Most credit card companies use a Daily Periodic Rate (DPR) and Average Daily Balance to calculate interest charges.  The DPR is calculated by taking the APR and dividing it by 365 (number of days in the year).  The Average Daily Balance is figured by adding up each month’s daily balance and dividing it by the number of days in the month.  The amount of interest you will pay is calculated using this formula:

Card Balance X DPR X days in statement billing cycle

Because of all the variables involved in differing rates and fees, it is very important to check your credit card’s particular rates and fees schedule on the statement to see how they are calculating transactions and what other fees they charge.  The best advice is to pay off your credit card balance every month before or by the due date!

Understanding interest rates and how you can make them work for you is a great first step in building a strong financial future.   If you have any questions on how interest rates work or any other financial questions, schedule an appointment with Powercat Financial Counseling by going to our website!

Brett Zapletal
Peer Counselor I
Powercat Financial Counseling

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Save Hundreds While Buying Textbooks

As the Spring semester is quickly approaching, students will begin to start thinking about the supplies needed for their classes. According to the College Board, the average student will spend more than $1,200 on textbooks and supplies, per year. This number is outrageous for students who are already paying a large amount on other school expenses. The bad thing is, the costs of new textbooks and supplies aren’t going to be going down in the near future. So what can we do to keep some of the money spent in our pockets? I encourage you to consider the following to improve your awareness of the other options that are out there.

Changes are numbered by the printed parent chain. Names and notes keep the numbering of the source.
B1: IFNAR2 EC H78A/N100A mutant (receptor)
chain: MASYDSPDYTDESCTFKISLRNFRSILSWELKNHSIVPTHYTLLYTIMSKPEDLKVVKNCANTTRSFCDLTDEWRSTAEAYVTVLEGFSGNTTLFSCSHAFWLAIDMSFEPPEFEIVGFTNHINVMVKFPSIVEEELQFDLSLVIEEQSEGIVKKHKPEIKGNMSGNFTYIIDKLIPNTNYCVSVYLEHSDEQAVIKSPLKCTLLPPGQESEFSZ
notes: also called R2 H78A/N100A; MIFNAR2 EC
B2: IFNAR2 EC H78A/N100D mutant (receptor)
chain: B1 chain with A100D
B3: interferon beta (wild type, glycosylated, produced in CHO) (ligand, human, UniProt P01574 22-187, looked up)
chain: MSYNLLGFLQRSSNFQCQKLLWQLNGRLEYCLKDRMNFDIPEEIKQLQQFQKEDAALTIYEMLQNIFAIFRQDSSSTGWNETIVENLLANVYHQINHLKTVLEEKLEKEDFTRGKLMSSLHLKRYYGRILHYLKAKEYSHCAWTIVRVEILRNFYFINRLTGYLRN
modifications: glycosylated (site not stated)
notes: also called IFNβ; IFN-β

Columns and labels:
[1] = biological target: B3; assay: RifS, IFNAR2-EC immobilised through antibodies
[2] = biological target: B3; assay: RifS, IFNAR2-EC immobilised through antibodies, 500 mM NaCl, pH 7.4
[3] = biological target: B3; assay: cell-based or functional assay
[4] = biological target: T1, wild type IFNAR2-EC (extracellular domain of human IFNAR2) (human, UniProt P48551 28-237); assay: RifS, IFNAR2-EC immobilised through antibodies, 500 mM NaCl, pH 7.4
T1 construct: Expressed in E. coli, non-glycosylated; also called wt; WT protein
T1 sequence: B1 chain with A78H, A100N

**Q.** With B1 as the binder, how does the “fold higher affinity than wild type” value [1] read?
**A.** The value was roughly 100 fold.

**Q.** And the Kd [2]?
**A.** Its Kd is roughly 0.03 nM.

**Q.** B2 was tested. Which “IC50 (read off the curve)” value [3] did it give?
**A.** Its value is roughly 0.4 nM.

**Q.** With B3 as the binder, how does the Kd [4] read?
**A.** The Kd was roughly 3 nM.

1. Buy Used

You will want to begin looking for used books as soon as possible, because they usually sell fast. Start by going to your local bookstores, to see if there are any used options available. If not, first check online before you immediately buy a brand new book. One great thing about new books is the fact that they’ll most always be available.

  1. Buy Only What You Need

One thing that I have begun to realize, is that not all required books are really required. One way to find this out is to ask around, maybe a friend has taken the class before and says it’s not worth the money. Another option you have is to give it a few class periods to see if the instructor will be making the textbook a priority.

  1. Buy and Sell

If you are forced into buying a textbook at full-price, always remember to put it back on the market after you are finished using it. You might not get all of the money you spent, but maybe it’s enough to cover a book or two the following semester.

  1. Consider Renting

Another great buying option that you could take advantage of is renting instead of buying. First, check your local bookstores to see if they offer this. If they don’t, search online because there are a lot of places that let you rent a book for a semester instead of buying it. This could definitely be a very cheap option for you.

School is expensive. Everyone should try their hardest to save as much money as possible. Taking into consideration these buying options, are just a few of the ways you can cut back on your school expenses. This time, when the new semester rolls around, I hope you have the knowledge think twice about buying a brand new textbook.

Be sure to visit Powercat Financial Counseling for a free and confidential peer-to-peer consultation to make sure your finances are on track for the upcoming semester.  Visit our website at to schedule an appointment.

Nolan Keim
Peer Counselor I
Powercat Financial Counseling